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Monday, April 18, 2011

One Becomes Three

Our old ewe decided to do us a favor and drop her lambs in the middle of a relatively pleasant Sunday afternoon, when we would be easily available to help her out.  She's taken advantage of our assistance during the two previous lambings, even when the lambs are lined up nicely without tangled legs or twisted heads, and ready to go with a good push.  Buttercup doesn't seem to want to push anymore.  Maybe she's decided she's too old for heroics when there is help available.  She's a wise old sheep.

Dan begins the assist, drawing on the front legs of the lamb.

The lamb is almost out.  They are incredibly slippery.


First wide-eyed look at a new world.

Buttercup does her stuff.

With an assist, the new lamb is soon delivered onto the straw, and the old ewe immediately begins cleaning off the membranes and fluid, rasping steadily with her rough tongue and chuckling away.  Sheep have a special gutteral bleat they use just for their newborn babies.  The lamb soon answers, a high-pitched protest.  What must it be like, to go from tight hot darkess, into cold bright light and too much space in a matter of seconds?  The lamb works to rise, stumbling and flopping forward and sideways.  She soon has mastered tucking her shockingly long legs tight under her body, and within a few minutes of that, she can rise and stand.  At this point, we deliver the second lamb, and while Buttercup begins another round of cleaning and chuckling, the first lamb finds her udder, and after several long minutes of apparent confusion, she takes her first meal of rich milk.  The second lamb soon follows.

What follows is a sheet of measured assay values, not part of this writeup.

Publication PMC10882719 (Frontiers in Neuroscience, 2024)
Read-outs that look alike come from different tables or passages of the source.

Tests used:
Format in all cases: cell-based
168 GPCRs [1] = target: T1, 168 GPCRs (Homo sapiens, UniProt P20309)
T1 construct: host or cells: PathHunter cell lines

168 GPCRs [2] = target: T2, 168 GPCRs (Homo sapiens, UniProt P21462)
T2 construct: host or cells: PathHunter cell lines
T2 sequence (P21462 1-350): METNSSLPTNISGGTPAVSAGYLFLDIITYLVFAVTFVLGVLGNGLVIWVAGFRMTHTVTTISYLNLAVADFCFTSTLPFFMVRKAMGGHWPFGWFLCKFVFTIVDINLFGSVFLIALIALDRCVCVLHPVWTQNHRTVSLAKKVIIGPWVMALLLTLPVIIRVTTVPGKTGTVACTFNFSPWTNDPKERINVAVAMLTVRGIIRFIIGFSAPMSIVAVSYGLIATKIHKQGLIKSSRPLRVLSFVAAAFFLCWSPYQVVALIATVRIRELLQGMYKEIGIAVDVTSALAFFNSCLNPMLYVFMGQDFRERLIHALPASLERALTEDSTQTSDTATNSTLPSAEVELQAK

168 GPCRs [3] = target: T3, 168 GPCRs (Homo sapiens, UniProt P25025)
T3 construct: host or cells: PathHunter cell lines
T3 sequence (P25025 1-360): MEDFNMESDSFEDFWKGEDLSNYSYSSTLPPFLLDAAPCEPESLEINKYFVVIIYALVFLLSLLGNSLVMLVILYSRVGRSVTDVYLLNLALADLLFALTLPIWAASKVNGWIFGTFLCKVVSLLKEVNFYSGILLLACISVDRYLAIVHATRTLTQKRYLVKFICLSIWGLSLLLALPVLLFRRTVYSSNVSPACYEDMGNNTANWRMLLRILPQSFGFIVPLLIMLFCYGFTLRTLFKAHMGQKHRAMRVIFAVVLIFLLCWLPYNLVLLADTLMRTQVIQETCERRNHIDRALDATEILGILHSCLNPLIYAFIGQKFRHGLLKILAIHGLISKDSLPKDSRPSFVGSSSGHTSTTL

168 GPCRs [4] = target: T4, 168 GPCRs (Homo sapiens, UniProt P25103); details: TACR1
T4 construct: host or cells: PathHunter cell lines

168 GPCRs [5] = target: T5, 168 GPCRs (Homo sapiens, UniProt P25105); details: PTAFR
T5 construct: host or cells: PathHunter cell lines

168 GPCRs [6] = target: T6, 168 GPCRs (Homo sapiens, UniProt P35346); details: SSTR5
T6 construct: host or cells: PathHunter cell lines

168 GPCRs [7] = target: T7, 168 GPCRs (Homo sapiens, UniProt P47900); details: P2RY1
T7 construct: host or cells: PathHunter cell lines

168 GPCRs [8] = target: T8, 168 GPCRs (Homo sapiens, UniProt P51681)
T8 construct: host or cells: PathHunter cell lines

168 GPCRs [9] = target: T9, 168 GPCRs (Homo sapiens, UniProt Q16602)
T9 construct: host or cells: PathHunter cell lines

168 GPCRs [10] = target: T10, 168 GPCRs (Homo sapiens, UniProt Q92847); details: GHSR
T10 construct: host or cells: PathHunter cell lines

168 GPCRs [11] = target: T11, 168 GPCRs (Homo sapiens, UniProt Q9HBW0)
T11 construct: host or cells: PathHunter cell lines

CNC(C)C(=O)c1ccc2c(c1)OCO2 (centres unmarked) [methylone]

Despite thousands of years of domestication and intense selective breeding, they all know what to do.  It is easy to understand the need for a wild lamb to quickly climb to its feet and feed, and be ready to either run or hide within minutes of its birth.  It is harder to imagine the slow steps along that evolutionary journey, the process of encoding these complex behaviors into genes piece by piece.

This morning we only had one sheep, our old ewe with her low-hanging udder and enormous swollen body, standing a bit dejectedly by the fence.  The ewe is now fired up with a new purpose, both protective and nuturing, carrying on the instructions that have carried life through the ages.

So one became three.